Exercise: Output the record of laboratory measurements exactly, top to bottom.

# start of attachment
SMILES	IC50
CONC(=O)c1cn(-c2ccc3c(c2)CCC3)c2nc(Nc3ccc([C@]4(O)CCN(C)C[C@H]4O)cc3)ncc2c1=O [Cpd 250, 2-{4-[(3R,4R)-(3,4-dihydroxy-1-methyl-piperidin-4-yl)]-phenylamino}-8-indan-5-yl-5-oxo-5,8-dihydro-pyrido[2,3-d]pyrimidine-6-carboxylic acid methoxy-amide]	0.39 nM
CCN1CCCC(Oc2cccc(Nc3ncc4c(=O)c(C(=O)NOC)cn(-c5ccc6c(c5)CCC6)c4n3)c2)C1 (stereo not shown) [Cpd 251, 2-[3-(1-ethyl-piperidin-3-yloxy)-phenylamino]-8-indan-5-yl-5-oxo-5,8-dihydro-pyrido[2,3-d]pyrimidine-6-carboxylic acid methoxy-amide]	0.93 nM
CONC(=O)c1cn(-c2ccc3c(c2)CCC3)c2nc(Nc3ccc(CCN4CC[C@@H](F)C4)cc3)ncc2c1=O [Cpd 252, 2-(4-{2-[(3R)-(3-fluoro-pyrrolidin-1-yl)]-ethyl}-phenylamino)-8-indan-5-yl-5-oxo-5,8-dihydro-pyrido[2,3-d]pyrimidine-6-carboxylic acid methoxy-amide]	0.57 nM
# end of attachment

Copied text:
SMILES	IC50
CONC(=O)c1cn(-c2ccc3c(c2)CCC3)c2nc(Nc3ccc([C@]4(O)CCN(C)C[C@H]4O)cc3)ncc2c1=O [Cpd 250, 2-{4-[(3R,4R)-(3,4-dihydroxy-1-methyl-piperidin-4-yl)]-phenylamino}-8-indan-5-yl-5-oxo-5,8-dihydro-pyrido[2,3-d]pyrimidine-6-carboxylic acid methoxy-amide]	0.39 nM
CCN1CCCC(Oc2cccc(Nc3ncc4c(=O)c(C(=O)NOC)cn(-c5ccc6c(c5)CCC6)c4n3)c2)C1 (stereo not shown) [Cpd 251, 2-[3-(1-ethyl-piperidin-3-yloxy)-phenylamino]-8-indan-5-yl-5-oxo-5,8-dihydro-pyrido[2,3-d]pyrimidine-6-carboxylic acid methoxy-amide]	0.93 nM
CONC(=O)c1cn(-c2ccc3c(c2)CCC3)c2nc(Nc3ccc(CCN4CC[C@@H](F)C4)cc3)ncc2c1=O [Cpd 252, 2-(4-{2-[(3R)-(3-fluoro-pyrrolidin-1-yl)]-ethyl}-phenylamino)-8-indan-5-yl-5-oxo-5,8-dihydro-pyrido[2,3-d]pyrimidine-6-carboxylic acid methoxy-amide]	0.57 nM